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Your Healthy Community: Coverage through Medicare not changing

By By Katie Sciba
Oct. 4, 2013 at 5:04 a.m.


Editor's note: This is Part I of a two-part series.

The first book I was asked to write is about Medicare. I never thought I would write a book about Medicare. Sounds exciting, doesn't it? You can't wait to get your hands on it, right?

Well, I'd give it to you, but now, it has to be reworked and readjusted and redone. So much has changed in health care lately, and I know it's overwhelming to try to understand. But, I'm here for you, so I thought I would try to give you a heads up along with a reassurance on some others.

First with this change, we should all just take a minute to take a deep breath. In health care decisions (and other important life decisions) it is best if you can be calm and not make decisions based on fear. Fear can be a motivator if you are going to give your fears power you must examine the rationality behind them.

Did you know that stress can lead to opportunity? We all have to manage stress, change and information in our lives. Stressors don't necessarily have to cause crises. Stressors can lead to a positive outcome. Instead of fear or stress, we could consider the recent health care changes as an opportunity.

Whether or not you like the changes, there may still be opportunities for better health care for you or your loved one. With any personal change, you will meet resistance. I love change. But, I still resist it. We humans like homeostasis. OK, so take a deep breath, and let's talk Medicare.

The first thing you need to know with the changes is that coverage through Medicare is not changing. If you get Medicare, through Original Medicare or a Medicare Advantage Plan, you'll still have the same benefits and security you have now. I repeat, be reassured that if you have Medicare, your coverage will not change.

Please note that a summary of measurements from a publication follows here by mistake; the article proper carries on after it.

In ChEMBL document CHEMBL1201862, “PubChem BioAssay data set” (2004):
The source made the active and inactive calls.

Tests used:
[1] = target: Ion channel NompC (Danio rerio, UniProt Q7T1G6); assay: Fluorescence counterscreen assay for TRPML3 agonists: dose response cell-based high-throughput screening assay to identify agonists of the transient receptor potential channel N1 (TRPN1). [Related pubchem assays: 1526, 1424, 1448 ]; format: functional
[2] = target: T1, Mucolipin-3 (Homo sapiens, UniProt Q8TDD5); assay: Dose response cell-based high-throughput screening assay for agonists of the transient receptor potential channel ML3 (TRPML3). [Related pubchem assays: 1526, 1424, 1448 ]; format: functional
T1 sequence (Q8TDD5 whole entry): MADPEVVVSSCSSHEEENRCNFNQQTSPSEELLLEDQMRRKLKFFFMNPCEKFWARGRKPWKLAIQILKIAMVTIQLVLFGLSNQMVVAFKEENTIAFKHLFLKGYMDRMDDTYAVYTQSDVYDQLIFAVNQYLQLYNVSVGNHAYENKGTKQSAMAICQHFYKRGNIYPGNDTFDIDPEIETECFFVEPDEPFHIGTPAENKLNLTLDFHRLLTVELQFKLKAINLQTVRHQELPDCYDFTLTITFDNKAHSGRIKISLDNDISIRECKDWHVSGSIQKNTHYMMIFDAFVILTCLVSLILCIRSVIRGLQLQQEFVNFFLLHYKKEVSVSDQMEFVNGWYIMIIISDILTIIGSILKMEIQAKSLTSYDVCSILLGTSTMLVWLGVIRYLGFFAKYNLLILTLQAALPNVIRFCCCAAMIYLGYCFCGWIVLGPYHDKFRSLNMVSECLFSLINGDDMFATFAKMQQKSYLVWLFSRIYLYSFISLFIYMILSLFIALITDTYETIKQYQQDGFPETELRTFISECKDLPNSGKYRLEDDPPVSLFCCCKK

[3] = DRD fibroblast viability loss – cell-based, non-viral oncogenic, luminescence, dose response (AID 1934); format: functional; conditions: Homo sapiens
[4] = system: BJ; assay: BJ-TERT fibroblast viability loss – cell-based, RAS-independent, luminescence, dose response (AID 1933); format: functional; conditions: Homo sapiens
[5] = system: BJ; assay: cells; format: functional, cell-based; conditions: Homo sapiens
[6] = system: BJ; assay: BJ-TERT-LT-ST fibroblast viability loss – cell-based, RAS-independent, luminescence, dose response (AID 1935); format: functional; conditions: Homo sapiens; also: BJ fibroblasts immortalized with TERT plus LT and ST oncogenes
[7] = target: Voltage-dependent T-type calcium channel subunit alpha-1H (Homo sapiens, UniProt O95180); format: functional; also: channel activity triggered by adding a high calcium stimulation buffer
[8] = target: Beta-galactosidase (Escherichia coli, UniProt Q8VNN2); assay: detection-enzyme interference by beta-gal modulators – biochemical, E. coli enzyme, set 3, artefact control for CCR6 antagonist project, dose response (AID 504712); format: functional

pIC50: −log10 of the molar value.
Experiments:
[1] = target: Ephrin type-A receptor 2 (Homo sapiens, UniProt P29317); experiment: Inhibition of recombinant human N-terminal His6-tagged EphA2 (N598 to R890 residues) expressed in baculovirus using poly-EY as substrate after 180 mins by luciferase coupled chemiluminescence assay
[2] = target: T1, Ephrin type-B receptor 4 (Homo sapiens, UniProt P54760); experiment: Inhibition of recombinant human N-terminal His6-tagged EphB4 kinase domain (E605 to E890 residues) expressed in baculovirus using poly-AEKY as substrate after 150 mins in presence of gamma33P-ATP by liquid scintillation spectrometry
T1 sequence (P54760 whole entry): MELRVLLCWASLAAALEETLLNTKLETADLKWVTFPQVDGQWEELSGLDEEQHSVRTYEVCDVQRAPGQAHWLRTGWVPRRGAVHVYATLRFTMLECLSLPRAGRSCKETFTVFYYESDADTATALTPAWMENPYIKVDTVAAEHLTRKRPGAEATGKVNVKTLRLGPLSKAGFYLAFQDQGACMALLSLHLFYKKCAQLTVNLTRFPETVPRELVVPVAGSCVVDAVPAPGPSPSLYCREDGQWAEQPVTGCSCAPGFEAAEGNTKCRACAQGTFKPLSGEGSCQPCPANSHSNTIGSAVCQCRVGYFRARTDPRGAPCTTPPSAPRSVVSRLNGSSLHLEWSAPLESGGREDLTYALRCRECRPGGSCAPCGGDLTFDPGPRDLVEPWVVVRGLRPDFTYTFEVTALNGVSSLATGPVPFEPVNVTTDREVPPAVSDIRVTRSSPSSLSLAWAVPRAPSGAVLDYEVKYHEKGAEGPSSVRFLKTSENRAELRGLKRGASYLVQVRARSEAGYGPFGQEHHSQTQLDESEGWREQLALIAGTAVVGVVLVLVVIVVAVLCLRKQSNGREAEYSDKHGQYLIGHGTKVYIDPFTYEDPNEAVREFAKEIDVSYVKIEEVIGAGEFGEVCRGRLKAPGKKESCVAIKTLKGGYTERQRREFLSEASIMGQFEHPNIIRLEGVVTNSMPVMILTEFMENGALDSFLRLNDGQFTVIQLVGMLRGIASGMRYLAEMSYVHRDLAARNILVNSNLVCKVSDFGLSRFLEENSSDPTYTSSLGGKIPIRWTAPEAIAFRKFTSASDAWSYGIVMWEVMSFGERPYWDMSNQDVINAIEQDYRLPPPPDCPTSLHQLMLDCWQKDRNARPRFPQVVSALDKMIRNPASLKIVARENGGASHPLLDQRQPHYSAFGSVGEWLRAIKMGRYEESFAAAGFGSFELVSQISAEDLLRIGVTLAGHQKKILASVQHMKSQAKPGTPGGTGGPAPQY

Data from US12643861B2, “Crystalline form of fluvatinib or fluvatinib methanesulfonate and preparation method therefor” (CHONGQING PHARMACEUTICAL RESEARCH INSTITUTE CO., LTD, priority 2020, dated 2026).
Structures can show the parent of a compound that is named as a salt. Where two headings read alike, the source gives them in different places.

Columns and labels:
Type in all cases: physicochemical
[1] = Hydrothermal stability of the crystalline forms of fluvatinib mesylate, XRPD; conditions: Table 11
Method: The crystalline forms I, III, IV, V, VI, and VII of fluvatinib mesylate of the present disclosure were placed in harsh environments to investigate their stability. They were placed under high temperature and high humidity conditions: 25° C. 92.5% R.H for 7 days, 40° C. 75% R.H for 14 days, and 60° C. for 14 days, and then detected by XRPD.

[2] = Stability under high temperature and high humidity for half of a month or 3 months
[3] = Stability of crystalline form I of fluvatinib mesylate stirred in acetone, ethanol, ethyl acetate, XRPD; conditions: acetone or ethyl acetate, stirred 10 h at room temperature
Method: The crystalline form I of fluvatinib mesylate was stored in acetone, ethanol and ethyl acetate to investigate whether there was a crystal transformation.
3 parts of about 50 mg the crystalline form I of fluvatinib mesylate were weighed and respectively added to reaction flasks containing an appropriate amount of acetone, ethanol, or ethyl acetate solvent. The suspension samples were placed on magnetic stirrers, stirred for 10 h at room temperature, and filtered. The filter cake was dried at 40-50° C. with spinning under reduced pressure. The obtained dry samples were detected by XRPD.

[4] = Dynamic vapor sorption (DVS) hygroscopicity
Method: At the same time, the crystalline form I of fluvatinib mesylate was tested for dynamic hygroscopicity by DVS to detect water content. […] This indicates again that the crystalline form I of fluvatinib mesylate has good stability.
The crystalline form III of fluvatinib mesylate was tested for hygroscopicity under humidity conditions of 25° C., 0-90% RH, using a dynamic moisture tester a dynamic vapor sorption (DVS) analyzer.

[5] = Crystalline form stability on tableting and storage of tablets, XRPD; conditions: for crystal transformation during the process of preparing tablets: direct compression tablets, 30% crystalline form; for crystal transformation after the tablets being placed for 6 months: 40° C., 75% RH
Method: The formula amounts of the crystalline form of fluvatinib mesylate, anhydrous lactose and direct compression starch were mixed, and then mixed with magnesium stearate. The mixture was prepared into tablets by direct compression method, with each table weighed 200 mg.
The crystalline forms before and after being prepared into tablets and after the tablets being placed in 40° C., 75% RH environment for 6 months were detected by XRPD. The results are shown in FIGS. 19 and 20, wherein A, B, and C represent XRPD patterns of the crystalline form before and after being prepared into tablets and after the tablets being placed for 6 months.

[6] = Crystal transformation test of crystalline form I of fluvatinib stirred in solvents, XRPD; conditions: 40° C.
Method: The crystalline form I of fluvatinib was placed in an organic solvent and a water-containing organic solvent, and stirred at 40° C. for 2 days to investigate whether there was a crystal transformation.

Even I feel better now, and I don't have Medicare. Next, I wish everyone was nice in the world, but they're not. Therefore, you need to be mighty careful because there are fraudulent people looking to take advantage of these changes.

Don't be paranoid; use common sense and care with your personal information. The official website for the new health care changes is healthcare.gov. There are a lot of other websites that may claim to be official, but they're not.

Decisions about your health or your health care benefits need to be met with correct information, knowing your personal needs and common sense. If you need help, find a reputable source.

For any questions you have about Medicare, you can call 1-800-633-4227 or reference medicare.gov.

Here are a few helpful tips you should know:

Open enrollment for Medicare is still Oct.15-Dec. 7. This is the time you can: change from Original Medicare to Medicare Advantage Plan or vice versa, switch from one Medicare Advantage Plan to another or join, change or drop your Medicare prescription plan (Part D).

Medicare benefits have expanded to include free preventive benefits, cancer screenings and an annual wellness visit.

If you're in the prescription drug "donut hole," there will be discounts on brand-name prescription drugs.

References: healthcare.gov; medicare.gov

Katie Sciba is a writer, a licensed social worker, a pastor's wife and a mother from Victoria. She works for AARN Health Services and blogs online at Always Simply Begin.

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